Narges Mohammadi is the winner of the 2011 Per Anger Prize for her work in activism towards human rights. Her work on human rights had already got her arrested in in 2009, under the charges of “assembly and collusion against national security, membership in the [now banned] Defenders of Human Rights Center, and propaganda against the state.” She was sentenced to 11 years in prison in October 2011. However, the Appeals Court in Iran reduced her sentence to six years in prison, while in 2013, Narges was released from Zanjan Prison after paying a bail for medical reasons worth 600 million tomans, or $200,000.
Nevertheless, Narges continued her activism after she was released and in March 2014 met the European Union’s foreign policy chief Catherine Ashton at the Austrian Embassy in Tehran, where she discussed Iran’s human rights issues. That meeting resulted in intense pressure and harassment for Narges, while after the security establishment interrogated her, on May 5, 2015, she was again arrested on the same old charges.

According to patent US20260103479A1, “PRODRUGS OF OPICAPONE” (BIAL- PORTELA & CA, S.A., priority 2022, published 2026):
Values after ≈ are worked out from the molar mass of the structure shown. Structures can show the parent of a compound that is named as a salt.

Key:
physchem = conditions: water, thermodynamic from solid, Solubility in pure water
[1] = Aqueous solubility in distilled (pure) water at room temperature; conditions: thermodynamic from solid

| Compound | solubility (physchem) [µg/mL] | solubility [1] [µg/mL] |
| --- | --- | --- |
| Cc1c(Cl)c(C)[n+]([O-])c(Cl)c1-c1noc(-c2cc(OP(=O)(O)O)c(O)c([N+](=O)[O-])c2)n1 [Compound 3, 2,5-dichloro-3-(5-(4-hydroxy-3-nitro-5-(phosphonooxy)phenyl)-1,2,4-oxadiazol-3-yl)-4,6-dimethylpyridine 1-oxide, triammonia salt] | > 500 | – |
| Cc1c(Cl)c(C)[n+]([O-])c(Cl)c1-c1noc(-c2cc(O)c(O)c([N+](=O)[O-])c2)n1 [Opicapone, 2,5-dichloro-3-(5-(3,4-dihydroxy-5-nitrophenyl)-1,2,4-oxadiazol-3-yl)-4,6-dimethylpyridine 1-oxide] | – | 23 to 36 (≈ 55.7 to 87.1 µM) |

Various international human rights organizations have voiced concerns over her current sentencing of 16 years in prison. The executive director of the Campaign at the International Campaign for Human Rights in Iran, Hadi Ghaemi said, “Sixteen years in prison for engaging in peaceful civil activities is a blatant violation of Iran’s own laws as well as its international commitments guaranteeing the rights of citizens to freely express their views and work for peaceful causes within the law.” At Amnesty International, the Research and Advocacy Director for the Middle East and North Africa, Philip Luther also said that the verdict is cruel and a blow to the ongoing human rights activism in Iran, “Narges Mohammadi is a prominent advocate of human rights and a prisoner of conscience. She should be lauded for her courage not locked in a prison cell for 16 years.”
However, after EU’s diplomatic service, the European External Action Service (EEAS), issued a statement over the sentencing, Iran’s Foreign Ministry spokesman Bahram Qassemi said that the European Union should try to understand the judicial system of Iran before giving controversial remarks over the sentencing of Narges Mohammadi. He further said, “Undoubtedly, those who issued the statement should be aware that the issue of human rights and its promotion will not be realized by issuing mere political statements.”